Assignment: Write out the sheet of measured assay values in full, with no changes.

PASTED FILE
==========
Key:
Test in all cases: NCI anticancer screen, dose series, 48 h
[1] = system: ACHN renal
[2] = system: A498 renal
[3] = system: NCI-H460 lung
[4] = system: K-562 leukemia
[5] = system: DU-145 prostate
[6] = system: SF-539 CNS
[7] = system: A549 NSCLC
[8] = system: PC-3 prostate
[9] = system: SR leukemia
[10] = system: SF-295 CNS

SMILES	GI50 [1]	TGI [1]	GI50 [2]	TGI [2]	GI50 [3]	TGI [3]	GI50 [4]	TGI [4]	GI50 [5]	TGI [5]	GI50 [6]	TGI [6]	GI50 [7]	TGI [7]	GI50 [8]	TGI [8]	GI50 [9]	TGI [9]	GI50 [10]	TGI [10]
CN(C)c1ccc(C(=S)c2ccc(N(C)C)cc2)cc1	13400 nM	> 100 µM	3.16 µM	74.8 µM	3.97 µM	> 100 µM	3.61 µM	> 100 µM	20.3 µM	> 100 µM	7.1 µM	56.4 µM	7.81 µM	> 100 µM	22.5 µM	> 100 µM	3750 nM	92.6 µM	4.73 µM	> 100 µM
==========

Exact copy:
Key:
Test in all cases: NCI anticancer screen, dose series, 48 h
[1] = system: ACHN renal
[2] = system: A498 renal
[3] = system: NCI-H460 lung
[4] = system: K-562 leukemia
[5] = system: DU-145 prostate
[6] = system: SF-539 CNS
[7] = system: A549 NSCLC
[8] = system: PC-3 prostate
[9] = system: SR leukemia
[10] = system: SF-295 CNS

SMILES	GI50 [1]	TGI [1]	GI50 [2]	TGI [2]	GI50 [3]	TGI [3]	GI50 [4]	TGI [4]	GI50 [5]	TGI [5]	GI50 [6]	TGI [6]	GI50 [7]	TGI [7]	GI50 [8]	TGI [8]	GI50 [9]	TGI [9]	GI50 [10]	TGI [10]
CN(C)c1ccc(C(=S)c2ccc(N(C)C)cc2)cc1	13400 nM	> 100 µM	3.16 µM	74.8 µM	3.97 µM	> 100 µM	3.61 µM	> 100 µM	20.3 µM	> 100 µM	7.1 µM	56.4 µM	7.81 µM	> 100 µM	22.5 µM	> 100 µM	3750 nM	92.6 µM	4.73 µM	> 100 µM